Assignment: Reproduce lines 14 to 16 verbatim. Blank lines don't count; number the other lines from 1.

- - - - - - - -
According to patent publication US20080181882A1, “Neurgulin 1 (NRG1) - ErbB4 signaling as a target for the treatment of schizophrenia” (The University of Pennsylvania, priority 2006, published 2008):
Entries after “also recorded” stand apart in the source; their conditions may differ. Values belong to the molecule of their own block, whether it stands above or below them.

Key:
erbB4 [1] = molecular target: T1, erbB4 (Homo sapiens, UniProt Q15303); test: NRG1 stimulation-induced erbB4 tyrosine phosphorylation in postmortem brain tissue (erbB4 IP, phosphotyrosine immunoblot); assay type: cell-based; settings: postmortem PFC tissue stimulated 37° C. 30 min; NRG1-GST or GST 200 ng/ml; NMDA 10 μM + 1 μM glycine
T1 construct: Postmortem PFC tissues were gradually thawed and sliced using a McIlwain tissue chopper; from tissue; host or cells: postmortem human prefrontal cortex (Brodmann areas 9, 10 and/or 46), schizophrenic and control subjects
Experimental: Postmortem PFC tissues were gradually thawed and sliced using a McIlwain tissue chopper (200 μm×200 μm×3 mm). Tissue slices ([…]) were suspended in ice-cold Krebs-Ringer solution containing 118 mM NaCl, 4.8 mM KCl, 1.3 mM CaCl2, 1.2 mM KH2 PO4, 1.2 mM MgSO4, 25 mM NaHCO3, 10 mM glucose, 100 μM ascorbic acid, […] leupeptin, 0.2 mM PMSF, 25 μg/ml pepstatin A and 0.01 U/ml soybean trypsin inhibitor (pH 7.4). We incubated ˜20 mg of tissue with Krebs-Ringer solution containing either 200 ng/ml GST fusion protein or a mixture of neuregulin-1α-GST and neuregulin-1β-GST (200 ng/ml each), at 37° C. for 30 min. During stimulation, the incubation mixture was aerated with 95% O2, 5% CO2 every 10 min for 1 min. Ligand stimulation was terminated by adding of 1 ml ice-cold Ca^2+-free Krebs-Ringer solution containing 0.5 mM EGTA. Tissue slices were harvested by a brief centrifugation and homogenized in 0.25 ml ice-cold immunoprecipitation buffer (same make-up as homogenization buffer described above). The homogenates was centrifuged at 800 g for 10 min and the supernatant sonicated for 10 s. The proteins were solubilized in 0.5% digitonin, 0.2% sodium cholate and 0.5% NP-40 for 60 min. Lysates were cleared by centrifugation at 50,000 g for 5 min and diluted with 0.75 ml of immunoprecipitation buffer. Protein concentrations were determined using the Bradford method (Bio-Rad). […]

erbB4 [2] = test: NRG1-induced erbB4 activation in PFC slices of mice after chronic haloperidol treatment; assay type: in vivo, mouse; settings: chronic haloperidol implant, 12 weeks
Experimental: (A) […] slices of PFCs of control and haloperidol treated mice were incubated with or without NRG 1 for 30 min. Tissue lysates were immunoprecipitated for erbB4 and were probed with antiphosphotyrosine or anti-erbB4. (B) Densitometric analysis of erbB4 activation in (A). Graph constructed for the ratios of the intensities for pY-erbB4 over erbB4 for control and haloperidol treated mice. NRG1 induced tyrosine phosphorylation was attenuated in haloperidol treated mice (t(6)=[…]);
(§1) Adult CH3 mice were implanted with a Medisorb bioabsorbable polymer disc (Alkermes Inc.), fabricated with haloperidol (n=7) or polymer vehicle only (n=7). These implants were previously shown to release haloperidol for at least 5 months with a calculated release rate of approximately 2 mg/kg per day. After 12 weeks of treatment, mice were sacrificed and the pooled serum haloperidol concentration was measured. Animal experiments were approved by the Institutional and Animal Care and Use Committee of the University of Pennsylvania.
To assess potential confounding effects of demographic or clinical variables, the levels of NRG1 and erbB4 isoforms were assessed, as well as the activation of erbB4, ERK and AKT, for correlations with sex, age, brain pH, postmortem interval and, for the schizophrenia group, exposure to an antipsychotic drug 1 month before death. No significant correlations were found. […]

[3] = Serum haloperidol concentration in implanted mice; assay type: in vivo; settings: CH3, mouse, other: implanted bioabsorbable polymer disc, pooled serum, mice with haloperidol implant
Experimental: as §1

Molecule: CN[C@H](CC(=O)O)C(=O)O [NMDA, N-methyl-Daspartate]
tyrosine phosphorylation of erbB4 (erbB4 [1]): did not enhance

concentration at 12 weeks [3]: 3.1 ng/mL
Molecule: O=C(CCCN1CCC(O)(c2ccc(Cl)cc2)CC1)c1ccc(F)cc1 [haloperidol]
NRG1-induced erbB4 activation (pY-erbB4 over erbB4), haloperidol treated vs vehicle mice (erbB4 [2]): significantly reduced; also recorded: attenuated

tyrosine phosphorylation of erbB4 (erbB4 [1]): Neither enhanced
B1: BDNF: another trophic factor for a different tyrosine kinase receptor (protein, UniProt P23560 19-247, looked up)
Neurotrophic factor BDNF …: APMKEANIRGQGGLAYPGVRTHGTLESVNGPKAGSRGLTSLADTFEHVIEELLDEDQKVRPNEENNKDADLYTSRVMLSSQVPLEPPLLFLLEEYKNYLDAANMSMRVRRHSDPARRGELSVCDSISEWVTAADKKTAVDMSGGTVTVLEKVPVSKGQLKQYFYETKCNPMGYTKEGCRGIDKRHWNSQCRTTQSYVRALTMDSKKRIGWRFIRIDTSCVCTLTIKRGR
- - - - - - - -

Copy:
tyrosine phosphorylation of erbB4 (erbB4 [1]): did not enhance

concentration at 12 weeks [3]: 3.1 ng/mL
Molecule: O=C(CCCN1CCC(O)(c2ccc(Cl)cc2)CC1)c1ccc(F)cc1 [haloperidol]